Thank You !

    Steve

  7. John Verreault on 7 January 2013 at 8:40 am

    Happy New Year everyone.

    I just wanted to throw my 2 bits worth in on making dowel pegs. Although I now have a dowel cutting plate from Lie-Nielsen, previously I used half of an old 3 or 4 inch steel hinge (or similar piece of metal). I drilled a hole through the hinge leaf to the size I needed the dowel to be and placed the newly drilled hole over a dog hole on my bench. Using a piece of stock roughed down to approximately the diameter required (it could even be more square than round) with a slight taper at the end, I hammered it through the hole in the hinge leaf which cut a perfectly sized, round piece of dowel. Voila, the poor man’s dowel cutting plate.

    Cheers
    John

  8. bloqbeta on 9 January 2013 at 2:00 pm

    Happy New Year,

    I would like to tell Paul that I really enjoy his sense of humor… and on this episode he is on fire! He just throws the right lines at the right moment so the classes don’t get boring…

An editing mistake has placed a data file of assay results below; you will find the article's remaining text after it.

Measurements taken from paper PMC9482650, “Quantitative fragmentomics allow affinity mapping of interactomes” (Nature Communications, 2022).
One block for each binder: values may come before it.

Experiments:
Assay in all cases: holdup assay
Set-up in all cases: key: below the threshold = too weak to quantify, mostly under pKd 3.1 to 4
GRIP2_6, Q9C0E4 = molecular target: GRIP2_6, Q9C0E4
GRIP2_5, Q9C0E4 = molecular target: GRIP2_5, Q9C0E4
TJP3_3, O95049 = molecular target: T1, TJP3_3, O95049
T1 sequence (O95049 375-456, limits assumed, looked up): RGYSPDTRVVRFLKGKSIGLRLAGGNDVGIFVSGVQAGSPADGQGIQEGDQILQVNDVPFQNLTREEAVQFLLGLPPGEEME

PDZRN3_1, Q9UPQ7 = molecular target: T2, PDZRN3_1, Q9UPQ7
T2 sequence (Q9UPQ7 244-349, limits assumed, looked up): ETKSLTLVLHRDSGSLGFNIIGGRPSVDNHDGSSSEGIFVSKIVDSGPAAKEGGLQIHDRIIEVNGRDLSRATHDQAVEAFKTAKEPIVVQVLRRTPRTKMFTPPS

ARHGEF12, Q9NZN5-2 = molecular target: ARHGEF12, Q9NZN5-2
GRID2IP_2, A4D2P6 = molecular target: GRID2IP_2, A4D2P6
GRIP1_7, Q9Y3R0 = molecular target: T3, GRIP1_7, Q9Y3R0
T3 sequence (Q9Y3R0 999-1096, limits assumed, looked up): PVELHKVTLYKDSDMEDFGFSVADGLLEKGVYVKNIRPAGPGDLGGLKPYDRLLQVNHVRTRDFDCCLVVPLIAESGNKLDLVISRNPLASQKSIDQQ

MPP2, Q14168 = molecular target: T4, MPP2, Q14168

Keep at it, Paul,
    Mario Harrison

  9. STEVEN COOKE on 12 June 2013 at 5:11 pm

    Really enjoyable Paul, Thank you.

  10. Peter Buchin on 2 August 2013 at 6:53 am

    What is the reason for not hand-drilling the dowel holes?

  11. Raul Cabrera on 14 November 2013 at 3:32 am

    I enjoyed the season and much more a master woodworker at work.
    Thank You

  12. e8dougr on 16 January 2014 at 9:21 pm

    I have been watching several videos. I really am enjoying the instructions. I feel a bit as though I am an actual apprentice. Thanks.

    Two questions:
    Is there a source in the USA for the wood PVA glue or is there an equivalent glue here?

    It appears on the videos that Mr. Sellers has his tenon and dove tail saws hanging on his work bench. Is this correct; and if so, how is it done (special holder for the saw, or just a couple screws)?

    Again, thanks for this apprentice’s course.

  13. Idge on 28 January 2014 at 10:45 pm